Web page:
||The examples and perspective in this section deal primarily with the UK and Berlin and do not represent a worldwide view of the subject. (July 2017) (Learn how and when to remove this template message)|
Ramadan fasting is safe for healthy people, but those with medical conditions should seek medical advice. The fasting period is usually associated with modest weight loss, but the weight tends to return afterwards.
A review of the literature by an Iranian group suggested fasting during Ramadan might produce renal injury in patients with moderate (GFR <60 ml/min) or worse kidney disease, but was not injurious to renal transplant patients with good function or most stone-forming patients.
The correlation of Ramadan with crime rates is mixed: some statistics show that crime rates drop during Ramadan, while others show that it rises. Decreases in crime rates have been reported by the police in some cities in Turkey (Istanbul and Konya) and the Eastern province of Saudi Arabia. A 2012 study showed that crime rates decreased in Iran during Ramadan, and that the decrease was statistically significant. A 2005 study found that there was a decrease in assault, robbery and alcohol-related crimes during Ramadan in Saudi Arabia, but only the decrease in alcohol-related crimes was statistically significant. Increases in crime rates during Ramadan have been reported in Turkey, Jakarta, parts of Algeria, Yemen and Egypt.
Various mechanisms have been proposed for the effect of Ramadan on crime:
- An Iranian cleric argues that fasting during Ramadan makes people less likely to commit crimes due to spiritual reasons. Gamal al-Banna argues that fasting can stress people out, which can make them more likely to commit crimes. He criticized Muslims who commit crimes while fasting during Ramadan as "fake and superficial".
- Police in Saudi Arabia attributed a drop in crime rates to the "spiritual mood prevalent in the country".
- In Jakarta, Indonesia, police say that the traffic due to 7 million people leaving the city to celebrate Eid al-Fitr results in an increase in street crime. As a result, police deploy an additional 7,500 personnel.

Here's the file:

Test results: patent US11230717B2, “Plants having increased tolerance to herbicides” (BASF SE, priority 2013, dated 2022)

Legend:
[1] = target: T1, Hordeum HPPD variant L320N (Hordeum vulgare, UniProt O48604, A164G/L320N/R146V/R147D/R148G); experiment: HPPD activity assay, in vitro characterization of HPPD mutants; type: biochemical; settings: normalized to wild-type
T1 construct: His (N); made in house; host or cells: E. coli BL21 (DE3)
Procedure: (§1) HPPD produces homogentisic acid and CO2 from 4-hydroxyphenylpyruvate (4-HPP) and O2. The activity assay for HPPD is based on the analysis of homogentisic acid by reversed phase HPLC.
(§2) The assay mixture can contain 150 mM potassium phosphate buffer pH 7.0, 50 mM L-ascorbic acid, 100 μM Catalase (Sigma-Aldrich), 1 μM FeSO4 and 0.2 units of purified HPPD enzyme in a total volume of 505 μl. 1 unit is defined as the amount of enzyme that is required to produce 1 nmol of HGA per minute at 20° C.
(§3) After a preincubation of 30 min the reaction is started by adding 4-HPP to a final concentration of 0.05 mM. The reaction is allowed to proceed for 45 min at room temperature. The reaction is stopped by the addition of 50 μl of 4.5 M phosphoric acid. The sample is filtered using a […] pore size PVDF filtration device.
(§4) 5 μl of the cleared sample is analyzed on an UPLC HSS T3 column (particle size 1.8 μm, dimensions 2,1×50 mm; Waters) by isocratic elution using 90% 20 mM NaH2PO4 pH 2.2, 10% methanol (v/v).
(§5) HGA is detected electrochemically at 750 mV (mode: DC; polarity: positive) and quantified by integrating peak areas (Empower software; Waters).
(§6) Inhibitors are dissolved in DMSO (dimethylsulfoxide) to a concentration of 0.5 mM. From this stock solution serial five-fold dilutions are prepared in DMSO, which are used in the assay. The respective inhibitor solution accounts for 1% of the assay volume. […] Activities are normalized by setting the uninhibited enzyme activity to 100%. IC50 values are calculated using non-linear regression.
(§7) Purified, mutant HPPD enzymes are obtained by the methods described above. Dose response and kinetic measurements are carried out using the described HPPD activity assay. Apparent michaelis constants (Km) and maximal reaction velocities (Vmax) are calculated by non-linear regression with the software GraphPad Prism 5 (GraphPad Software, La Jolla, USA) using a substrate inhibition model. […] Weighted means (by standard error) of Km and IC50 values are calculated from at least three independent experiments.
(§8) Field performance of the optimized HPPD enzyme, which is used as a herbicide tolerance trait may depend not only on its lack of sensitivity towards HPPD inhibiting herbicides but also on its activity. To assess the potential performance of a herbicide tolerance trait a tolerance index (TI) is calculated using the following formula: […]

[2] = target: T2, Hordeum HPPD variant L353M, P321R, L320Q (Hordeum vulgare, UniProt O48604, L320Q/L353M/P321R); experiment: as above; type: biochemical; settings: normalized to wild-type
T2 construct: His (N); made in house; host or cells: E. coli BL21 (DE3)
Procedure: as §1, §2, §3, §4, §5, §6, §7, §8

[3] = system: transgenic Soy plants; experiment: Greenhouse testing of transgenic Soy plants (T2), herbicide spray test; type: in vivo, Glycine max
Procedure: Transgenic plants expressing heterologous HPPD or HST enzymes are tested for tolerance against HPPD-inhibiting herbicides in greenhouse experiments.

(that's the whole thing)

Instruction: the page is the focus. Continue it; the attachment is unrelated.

- During Ramadan, millions of pilgrims enter Saudi Arabia to visit Mecca. According to the Yemen Times, such pilgrims are usually charitable, and consequently smugglers traffic children in from Yemen to beg on the streets of Saudi Arabia.
Ramadan in polar regionsEdit
The length of the dawn to sunset time varies in different parts of the world according to summer or winter solstices of the sun. Most Muslims fast for 11–16 hours during Ramadan. However, in polar regions, the period between dawn and sunset may exceed 22 hours in summers. For example, in 2014, Muslims in Reykjavik, Iceland, and Trondheim, Norway, fasted almost 22 hours, while Muslims in Sydney, Australia, fasted for only about 11 hours. Muslims in areas where continuous night or day is observed during Ramadan follow the fasting hours in the nearest city where fasting is observed at dawn and sunset. Alternatively, Muslims may follow Mecca time.
Employment during RamadanEdit
Muslims will continue to work during Ramadan. The prophet Muhammad said that it is important to keep a balance between worship and work. In some Muslim countries, such as Oman, however, working hours are shortened during Ramadan. It is often recommended that working Muslims inform their employers if they are fasting, given the potential for the observance to impact performance at work. The extent to which Ramadan observers are protected by religious accommodation varies by country. Policies putting them at a disadvantage compared to other employees have been met with discrimination claims in the UK and the US.
- In Arabic phonology, it can be [rɑmɑˈdˤɑːn, ramadˤɑːn, ræmæˈdˤɑːn], depending on the region.
- The hadith of Jabir ibn Abdullah mentions that the Gospel was sent down on the 18th of Ramadan. Aliyev, Rafig Y. (June 2013). Loud Thoughts on Religion: A Version of the System Study of Religion. Useful Lessons for Everybody. Trafford Publishing. ISBN 9781490705217.
- "The Umm al-Qura Calendar of Saudi Arabia". Retrieved 7 March 2017.
- "Ramadan to start May 27 or May 28". Retrieved 27 April 2017.
- BBC – Religions Retrieved 25 July 2012
- "Muslims worldwide start to observe Ramadan". The Global Times Online. 2012. Retrieved 28 July 2012.
- "The Muslim World Observes Ramadan". Power Text Solutions. 2012. Retrieved 28 July 2012.
- "Schools – Religions". BBC. Retrieved 25 July 2012.
- Bukhari-Ibn-Ismail, AbdAllah-Muhammad. "Sahih Bukhari – Book 031 (The Book of Fasting), Hadith 124.". hadithcollection.com. Retrieved 25 July 2012.
- Muslim-Ibn-Habaj, Abul-Hussain. "Sahih Muslim – Book 006 (The Book of Fasting), Hadith 2378.". hadithcollection.com. Retrieved 25 July 2012.
- Muslim-Ibn-Habaj, Abul-Hussain. "Sahih Muslim – Book 006 (The Book of Fasting), Hadith 2391.". hadithcollection.com. Retrieved 25 July 2012.
- Fasting (Al Siyam) – الصيام – Page 18, el Bahay el Kholi, 1998